Spread your wings, Erin.  It's your time.  There might not be a special ceremony for your very private and very personal transition.  But . . . there you are! 

Spread your wings.  But know. . . you'll always be a part of me. . .


The Briefest of Interludes

Things are crazy around here.  Brian graduates tonight.  I have a big party planned for Sunday (the traditional Graduation Open House!).  Erin is home for a few days.  My sister has arrived.  I'm still shifting things around in the garden.  I'm monitoring the weather forecasts (to determine whether or not I have to plan for a crowd inside).  Let's just say. . . there's a lot going on!

Seems like the perfect time for . . . a brief interlude!  

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My sister and I headed for Chicago earlier this week.   Because sometimes, no matter how crazy-busy things are, you've just got to get away for a little fun. . . relaxation. . . shopping. . . and laughing with your sister!

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We had a whirlwind wonderful time in the Windy City.  We had way too much fun interacting with Cloud Gate in Millennium Park.

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We took the Chicago Architectural Foundation's fabulous boat tour on the Chicago River.

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Tom, The Wonder Docent, led us through the history, architecture, and lore of Chicago's most beloved sky scrapers. . . all from a river view.

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I've done this tour a couple of times now, and it never disappoints!

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We did some shopping!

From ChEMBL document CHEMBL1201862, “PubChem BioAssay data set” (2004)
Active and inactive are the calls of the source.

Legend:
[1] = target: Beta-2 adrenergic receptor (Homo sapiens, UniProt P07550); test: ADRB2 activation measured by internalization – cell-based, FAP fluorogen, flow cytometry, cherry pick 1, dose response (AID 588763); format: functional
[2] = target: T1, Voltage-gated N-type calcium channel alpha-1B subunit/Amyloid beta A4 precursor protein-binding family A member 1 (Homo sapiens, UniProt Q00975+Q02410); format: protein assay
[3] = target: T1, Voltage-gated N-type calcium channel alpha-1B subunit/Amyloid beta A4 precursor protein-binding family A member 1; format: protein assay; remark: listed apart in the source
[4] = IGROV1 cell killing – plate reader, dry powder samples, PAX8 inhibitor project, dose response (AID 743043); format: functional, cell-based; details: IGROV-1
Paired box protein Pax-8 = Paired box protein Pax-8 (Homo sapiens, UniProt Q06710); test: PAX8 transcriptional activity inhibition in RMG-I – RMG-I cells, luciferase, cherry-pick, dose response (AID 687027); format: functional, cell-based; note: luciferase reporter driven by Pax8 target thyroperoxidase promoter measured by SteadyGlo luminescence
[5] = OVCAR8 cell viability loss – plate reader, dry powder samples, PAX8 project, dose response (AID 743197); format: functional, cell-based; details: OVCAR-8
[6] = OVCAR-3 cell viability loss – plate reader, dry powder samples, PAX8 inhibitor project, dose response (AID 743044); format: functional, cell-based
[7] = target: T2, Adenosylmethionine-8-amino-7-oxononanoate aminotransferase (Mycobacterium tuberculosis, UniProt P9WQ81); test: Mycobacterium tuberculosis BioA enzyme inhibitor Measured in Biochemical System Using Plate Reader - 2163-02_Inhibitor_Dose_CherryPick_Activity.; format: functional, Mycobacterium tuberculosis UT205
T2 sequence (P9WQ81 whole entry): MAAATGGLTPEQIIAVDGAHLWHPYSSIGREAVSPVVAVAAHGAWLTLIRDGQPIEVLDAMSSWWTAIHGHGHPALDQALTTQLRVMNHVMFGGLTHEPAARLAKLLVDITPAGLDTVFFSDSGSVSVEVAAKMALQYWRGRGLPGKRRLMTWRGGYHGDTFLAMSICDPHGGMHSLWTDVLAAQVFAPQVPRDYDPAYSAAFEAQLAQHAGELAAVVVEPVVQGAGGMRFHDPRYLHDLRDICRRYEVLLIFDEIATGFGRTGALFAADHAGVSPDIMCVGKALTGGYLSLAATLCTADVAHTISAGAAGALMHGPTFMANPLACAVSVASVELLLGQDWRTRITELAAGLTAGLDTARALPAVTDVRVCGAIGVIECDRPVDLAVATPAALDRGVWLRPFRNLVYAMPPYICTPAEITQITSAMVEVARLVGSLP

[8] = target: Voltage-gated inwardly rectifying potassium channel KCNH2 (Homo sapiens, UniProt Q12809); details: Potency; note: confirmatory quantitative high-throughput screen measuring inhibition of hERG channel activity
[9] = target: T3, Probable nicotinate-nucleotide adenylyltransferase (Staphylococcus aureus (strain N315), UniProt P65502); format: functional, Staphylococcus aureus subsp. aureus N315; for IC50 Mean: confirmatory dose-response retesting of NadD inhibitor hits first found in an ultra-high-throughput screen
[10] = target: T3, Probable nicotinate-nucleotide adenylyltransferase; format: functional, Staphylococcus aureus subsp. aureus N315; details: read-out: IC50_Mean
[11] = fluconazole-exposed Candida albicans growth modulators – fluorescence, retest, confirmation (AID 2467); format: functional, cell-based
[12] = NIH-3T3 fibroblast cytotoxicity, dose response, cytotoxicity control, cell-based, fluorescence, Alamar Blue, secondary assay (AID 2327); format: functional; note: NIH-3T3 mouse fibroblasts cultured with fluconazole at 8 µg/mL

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Well.  Maybe quite a bit of shopping. . .

We saw a show. . .

Logo 

We discovered the treasures embedded in the walls of the Tribune Tower . . .

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which is a Very Cool building!

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We ate deep dish pizza under bright umbrellas.

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We enjoyed the "individual" park benches along the Water Tower.

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And we took advantage of our hotel's complimentary cocktail hour.

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We had a marvelous time.  It was just what I needed. . . a brief interlude in the insanity of this week!






A Pivotal Moment

Soundtrack. . .

A friend sent me this card when I finished chemotherapy. . .

Pivotal moment

I like thinking about "pivotal moments" -- the before and after points.  Today marks an anniversary of a "pivotal moment" for me. . . it's my first "Blog-iversary."

I really had no idea last year - when I made my first post - what I was in for with my little blog.  I was just hoping for . . . an outlet for expression; a way to make myself seem "real;" a little journey. . . stepping away from the edge.  What I got, though, was a whole lot more.  What I got. . . was YOU!

Thanks for making this year such a fabulous adventure.